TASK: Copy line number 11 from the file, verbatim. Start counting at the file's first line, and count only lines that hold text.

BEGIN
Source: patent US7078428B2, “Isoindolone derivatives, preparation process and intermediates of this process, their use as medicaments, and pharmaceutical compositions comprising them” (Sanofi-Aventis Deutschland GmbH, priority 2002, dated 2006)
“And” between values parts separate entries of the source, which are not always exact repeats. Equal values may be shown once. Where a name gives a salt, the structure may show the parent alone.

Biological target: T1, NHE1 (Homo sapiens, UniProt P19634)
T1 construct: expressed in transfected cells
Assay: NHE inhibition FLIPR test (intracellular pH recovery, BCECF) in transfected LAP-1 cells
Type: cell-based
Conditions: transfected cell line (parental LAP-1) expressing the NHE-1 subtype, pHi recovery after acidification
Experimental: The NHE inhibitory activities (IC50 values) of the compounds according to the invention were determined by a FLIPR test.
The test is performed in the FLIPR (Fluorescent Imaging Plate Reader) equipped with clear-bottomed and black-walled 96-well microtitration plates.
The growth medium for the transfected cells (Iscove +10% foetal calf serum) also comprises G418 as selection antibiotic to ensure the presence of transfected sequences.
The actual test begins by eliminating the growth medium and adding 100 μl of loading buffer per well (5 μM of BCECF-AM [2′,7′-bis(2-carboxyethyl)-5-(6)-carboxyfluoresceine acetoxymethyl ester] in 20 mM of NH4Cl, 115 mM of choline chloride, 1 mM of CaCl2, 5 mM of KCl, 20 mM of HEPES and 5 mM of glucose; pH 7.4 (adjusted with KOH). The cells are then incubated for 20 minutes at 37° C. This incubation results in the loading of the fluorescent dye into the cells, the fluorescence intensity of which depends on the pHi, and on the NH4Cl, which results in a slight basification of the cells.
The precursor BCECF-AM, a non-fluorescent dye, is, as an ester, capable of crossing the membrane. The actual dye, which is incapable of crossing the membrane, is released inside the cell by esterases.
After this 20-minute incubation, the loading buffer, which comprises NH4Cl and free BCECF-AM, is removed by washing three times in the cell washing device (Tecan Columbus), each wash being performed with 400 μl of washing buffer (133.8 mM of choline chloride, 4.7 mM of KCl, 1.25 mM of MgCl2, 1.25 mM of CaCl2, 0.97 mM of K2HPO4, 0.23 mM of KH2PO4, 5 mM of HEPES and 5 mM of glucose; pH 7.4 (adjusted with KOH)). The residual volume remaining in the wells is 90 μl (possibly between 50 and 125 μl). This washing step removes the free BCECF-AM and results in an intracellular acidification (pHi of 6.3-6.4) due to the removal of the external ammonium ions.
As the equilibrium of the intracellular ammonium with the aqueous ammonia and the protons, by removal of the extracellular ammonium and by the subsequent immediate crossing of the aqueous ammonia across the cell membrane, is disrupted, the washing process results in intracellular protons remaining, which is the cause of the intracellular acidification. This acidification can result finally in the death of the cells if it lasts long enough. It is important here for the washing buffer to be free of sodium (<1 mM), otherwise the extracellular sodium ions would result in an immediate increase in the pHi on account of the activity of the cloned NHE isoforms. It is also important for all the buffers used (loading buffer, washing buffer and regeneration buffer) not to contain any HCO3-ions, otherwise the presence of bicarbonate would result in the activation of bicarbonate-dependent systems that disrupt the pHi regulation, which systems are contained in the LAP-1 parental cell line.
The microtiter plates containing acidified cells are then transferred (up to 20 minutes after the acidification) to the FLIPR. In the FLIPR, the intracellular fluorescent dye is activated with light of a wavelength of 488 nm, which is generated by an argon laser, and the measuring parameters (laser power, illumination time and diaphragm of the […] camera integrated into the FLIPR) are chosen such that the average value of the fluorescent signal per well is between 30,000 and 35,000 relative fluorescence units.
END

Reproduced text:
The actual test begins by eliminating the growth medium and adding 100 μl of loading buffer per well (5 μM of BCECF-AM [2′,7′-bis(2-carboxyethyl)-5-(6)-carboxyfluoresceine acetoxymethyl ester] in 20 mM of NH4Cl, 115 mM of choline chloride, 1 mM of CaCl2, 5 mM of KCl, 20 mM of HEPES and 5 mM of glucose; pH 7.4 (adjusted with KOH). The cells are then incubated for 20 minutes at 37° C. This incubation results in the loading of the fluorescent dye into the cells, the fluorescence intensity of which depends on the pHi, and on the NH4Cl, which results in a slight basification of the cells.